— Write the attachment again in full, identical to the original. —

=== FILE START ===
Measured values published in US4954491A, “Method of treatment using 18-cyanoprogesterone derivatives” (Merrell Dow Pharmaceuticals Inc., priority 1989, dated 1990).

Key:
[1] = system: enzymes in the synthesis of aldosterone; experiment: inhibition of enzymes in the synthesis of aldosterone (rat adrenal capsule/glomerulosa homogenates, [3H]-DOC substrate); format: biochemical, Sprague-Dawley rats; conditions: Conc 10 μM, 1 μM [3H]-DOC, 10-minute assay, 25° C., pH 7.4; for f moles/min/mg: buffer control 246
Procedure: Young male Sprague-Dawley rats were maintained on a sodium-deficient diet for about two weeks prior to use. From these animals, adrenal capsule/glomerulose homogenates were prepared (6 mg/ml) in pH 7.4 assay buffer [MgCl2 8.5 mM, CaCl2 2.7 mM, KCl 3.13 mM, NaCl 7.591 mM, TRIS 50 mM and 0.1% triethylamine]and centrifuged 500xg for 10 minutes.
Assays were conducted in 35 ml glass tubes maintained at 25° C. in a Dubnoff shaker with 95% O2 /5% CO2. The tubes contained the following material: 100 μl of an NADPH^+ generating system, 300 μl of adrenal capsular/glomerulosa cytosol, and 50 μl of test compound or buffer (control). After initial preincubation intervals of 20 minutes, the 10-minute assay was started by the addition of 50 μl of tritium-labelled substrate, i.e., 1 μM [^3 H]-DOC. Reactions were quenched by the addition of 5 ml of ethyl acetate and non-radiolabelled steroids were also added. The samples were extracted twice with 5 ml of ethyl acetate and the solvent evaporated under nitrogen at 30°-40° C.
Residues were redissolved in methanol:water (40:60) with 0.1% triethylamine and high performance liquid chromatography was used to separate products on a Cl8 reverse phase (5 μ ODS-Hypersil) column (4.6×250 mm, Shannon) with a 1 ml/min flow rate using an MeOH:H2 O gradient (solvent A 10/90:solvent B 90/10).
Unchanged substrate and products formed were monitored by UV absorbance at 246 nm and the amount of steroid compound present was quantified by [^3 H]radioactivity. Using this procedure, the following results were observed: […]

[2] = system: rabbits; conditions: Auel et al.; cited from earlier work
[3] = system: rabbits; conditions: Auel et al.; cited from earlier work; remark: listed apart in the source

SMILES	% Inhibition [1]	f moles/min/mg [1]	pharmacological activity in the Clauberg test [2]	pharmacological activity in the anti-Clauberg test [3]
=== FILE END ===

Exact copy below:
Measured values published in US4954491A, “Method of treatment using 18-cyanoprogesterone derivatives” (Merrell Dow Pharmaceuticals Inc., priority 1989, dated 1990).

Key:
[1] = system: enzymes in the synthesis of aldosterone; experiment: inhibition of enzymes in the synthesis of aldosterone (rat adrenal capsule/glomerulosa homogenates, [3H]-DOC substrate); format: biochemical, Sprague-Dawley rats; conditions: Conc 10 μM, 1 μM [3H]-DOC, 10-minute assay, 25° C., pH 7.4; for f moles/min/mg: buffer control 246
Procedure: Young male Sprague-Dawley rats were maintained on a sodium-deficient diet for about two weeks prior to use. From these animals, adrenal capsule/glomerulose homogenates were prepared (6 mg/ml) in pH 7.4 assay buffer [MgCl2 8.5 mM, CaCl2 2.7 mM, KCl 3.13 mM, NaCl 7.591 mM, TRIS 50 mM and 0.1% triethylamine]and centrifuged 500xg for 10 minutes.
Assays were conducted in 35 ml glass tubes maintained at 25° C. in a Dubnoff shaker with 95% O2 /5% CO2. The tubes contained the following material: 100 μl of an NADPH^+ generating system, 300 μl of adrenal capsular/glomerulosa cytosol, and 50 μl of test compound or buffer (control). After initial preincubation intervals of 20 minutes, the 10-minute assay was started by the addition of 50 μl of tritium-labelled substrate, i.e., 1 μM [^3 H]-DOC. Reactions were quenched by the addition of 5 ml of ethyl acetate and non-radiolabelled steroids were also added. The samples were extracted twice with 5 ml of ethyl acetate and the solvent evaporated under nitrogen at 30°-40° C.
Residues were redissolved in methanol:water (40:60) with 0.1% triethylamine and high performance liquid chromatography was used to separate products on a Cl8 reverse phase (5 μ ODS-Hypersil) column (4.6×250 mm, Shannon) with a 1 ml/min flow rate using an MeOH:H2 O gradient (solvent A 10/90:solvent B 90/10).
Unchanged substrate and products formed were monitored by UV absorbance at 246 nm and the amount of steroid compound present was quantified by [^3 H]radioactivity. Using this procedure, the following results were observed: […]

[2] = system: rabbits; conditions: Auel et al.; cited from earlier work
[3] = system: rabbits; conditions: Auel et al.; cited from earlier work; remark: listed apart in the source

SMILES	% Inhibition [1]	f moles/min/mg [1]	pharmacological activity in the Clauberg test [2]	pharmacological activity in the anti-Clauberg test [3]